General Galtieri took over as President of the Military Junta on December 8th, 1981. He was an army commander. His closest colleagues were the Head of the Navy; Admiral Jorge Anaya and the Head of the Air Force; General Lami Dozo. His government faced unprecedented economic problems and confidence in the Junta's ability to solve Argentina's problems was low. With riots and demonstrations becoming common place, he needed to make a decisive move to restore his government's popularity. He first of all tested the British resolve in defending South Georgia and when he realised that Britain might send a task force to help resecure its sovereignty there, Galtieri took the gamble to land a force on the Falkland Islands before any British ships or submarines could make life difficult for an invasion force. The islands were only lightly defended and quickly seized. However, diplomatic criticism of Argentina was swift and comprehensive. With the exception of a few Latin American countries, most nations of the world condemned the invasion; including the US, Brazil and Chile. A United Nations resolution condemning the invasion was passed within 48 hours of the invasion. Internationally, Argentina was isolated, but at home matters were different.
Domestically, the invasion was enormously popular, and the anti-junta demonstrations were replaced by patriotic demonstrations in support of the Junta. This made negotiations with Britain difficult despite demands from the United Nations and international community. Any backtracking or compromise would have been highly unpopular in Argentina and would have seen a collapse in support for the regime. In reality, Galtieri had staked everything on the success of this invasion. It may have been the case that Galtieri and his his fellow Junta members believed that Britain would confine their reaction to the invasion to the diplomatic field. They had got the sense that Britain was no longer interested in its South Atlantic dependencies and would have to live with an Argentine Fail Accompli. He did not understand that Margaret Thatcher was in a similar position to himself and was very unpopular in a Britain that was undergoing severe economic hardship. Her resolve to recapture the islands surprised many in the regime who now had to rely on the professionalism of their forces to defend the islands. They were supposed to be a military government after all. As events transpired, the Argentine military performed badly (with the exception of the Argentine Air Force). Despite all the numerical and geographical advantages held by Argentina, the superior training and technology of the British armed forces ensured British victory in the Falklands War within two months. Within days General Galtieri was removed from power. He spent the next 18 months under house arrest while democracy was restored to Argentina. He had gambled and lost.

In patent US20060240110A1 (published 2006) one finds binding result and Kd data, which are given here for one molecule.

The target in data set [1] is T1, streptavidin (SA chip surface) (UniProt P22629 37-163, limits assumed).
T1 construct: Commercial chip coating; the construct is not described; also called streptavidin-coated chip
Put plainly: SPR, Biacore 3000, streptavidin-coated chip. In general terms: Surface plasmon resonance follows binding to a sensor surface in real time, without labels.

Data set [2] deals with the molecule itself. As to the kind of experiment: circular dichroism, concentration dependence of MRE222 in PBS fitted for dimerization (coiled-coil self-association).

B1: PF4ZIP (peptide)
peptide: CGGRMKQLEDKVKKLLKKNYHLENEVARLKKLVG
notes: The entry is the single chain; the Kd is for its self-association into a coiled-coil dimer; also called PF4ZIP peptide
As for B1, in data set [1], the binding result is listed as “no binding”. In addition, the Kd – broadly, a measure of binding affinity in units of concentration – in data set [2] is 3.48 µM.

He was arrested in late 1983 and charged in a military court with human rights violations during the Dirty War, and with mismanagement of the Falklands War. The Argentine Army's internal investigation recommended Galtieri be stripped of his rank, dismissed and face a firing squad. However, in 1986 this sentence was reduced to 12 years imprisonment and loss of rank. He was pardoned in 1989 and died in 2003.
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